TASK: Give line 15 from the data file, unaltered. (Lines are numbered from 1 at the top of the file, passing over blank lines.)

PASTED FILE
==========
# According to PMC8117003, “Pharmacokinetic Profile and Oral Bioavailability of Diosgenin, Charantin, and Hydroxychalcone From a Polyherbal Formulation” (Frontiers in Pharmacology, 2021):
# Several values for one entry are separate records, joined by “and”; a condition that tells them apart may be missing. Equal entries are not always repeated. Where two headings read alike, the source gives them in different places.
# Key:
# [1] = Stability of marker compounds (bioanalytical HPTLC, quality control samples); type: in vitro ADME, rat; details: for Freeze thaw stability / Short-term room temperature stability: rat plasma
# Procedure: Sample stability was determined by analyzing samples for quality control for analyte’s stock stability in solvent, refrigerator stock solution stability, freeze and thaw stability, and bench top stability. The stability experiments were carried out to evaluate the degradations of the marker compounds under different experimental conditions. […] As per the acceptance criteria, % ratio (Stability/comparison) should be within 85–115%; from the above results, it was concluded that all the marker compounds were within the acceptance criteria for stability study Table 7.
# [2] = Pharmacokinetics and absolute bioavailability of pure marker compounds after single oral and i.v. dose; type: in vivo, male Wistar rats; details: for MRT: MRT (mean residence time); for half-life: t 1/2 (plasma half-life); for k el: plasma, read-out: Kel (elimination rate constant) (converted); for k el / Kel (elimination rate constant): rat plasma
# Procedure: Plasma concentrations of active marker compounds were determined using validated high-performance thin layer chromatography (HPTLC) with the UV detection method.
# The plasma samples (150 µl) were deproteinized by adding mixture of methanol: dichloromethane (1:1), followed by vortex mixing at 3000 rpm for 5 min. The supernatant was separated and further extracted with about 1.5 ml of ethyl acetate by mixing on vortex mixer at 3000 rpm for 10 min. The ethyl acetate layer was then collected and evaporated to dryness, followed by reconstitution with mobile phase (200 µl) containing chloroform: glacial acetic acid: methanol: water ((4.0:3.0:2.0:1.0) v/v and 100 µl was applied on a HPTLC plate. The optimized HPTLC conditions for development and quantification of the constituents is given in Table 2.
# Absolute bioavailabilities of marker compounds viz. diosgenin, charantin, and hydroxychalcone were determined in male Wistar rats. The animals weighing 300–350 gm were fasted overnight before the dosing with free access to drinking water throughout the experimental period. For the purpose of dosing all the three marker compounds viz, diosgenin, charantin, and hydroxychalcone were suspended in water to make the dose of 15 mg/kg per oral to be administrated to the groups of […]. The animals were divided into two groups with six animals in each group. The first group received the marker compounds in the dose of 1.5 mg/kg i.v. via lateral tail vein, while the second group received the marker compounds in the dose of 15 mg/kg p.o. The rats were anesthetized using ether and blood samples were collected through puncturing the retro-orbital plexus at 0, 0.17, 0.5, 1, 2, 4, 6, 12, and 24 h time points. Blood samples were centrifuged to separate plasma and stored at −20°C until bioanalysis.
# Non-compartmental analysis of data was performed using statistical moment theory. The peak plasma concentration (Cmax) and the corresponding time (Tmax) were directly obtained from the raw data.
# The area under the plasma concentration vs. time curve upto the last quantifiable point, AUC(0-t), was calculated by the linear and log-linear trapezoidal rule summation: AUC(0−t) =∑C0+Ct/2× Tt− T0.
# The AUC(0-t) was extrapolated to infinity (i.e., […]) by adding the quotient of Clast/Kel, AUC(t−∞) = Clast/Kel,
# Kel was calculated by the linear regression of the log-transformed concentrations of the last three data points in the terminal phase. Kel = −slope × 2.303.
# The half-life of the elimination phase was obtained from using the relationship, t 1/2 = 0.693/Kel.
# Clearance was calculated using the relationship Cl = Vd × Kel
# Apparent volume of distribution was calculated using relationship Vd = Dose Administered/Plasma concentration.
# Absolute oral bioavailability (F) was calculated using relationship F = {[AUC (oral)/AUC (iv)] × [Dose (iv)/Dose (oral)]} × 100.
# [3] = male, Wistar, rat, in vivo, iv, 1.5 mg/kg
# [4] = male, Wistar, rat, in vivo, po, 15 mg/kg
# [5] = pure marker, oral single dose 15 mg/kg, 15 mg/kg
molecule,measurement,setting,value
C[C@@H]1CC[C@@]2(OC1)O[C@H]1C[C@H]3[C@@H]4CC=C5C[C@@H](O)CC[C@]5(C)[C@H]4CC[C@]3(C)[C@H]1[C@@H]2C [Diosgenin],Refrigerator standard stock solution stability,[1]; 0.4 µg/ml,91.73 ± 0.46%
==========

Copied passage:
# Clearance was calculated using the relationship Cl = Vd × Kel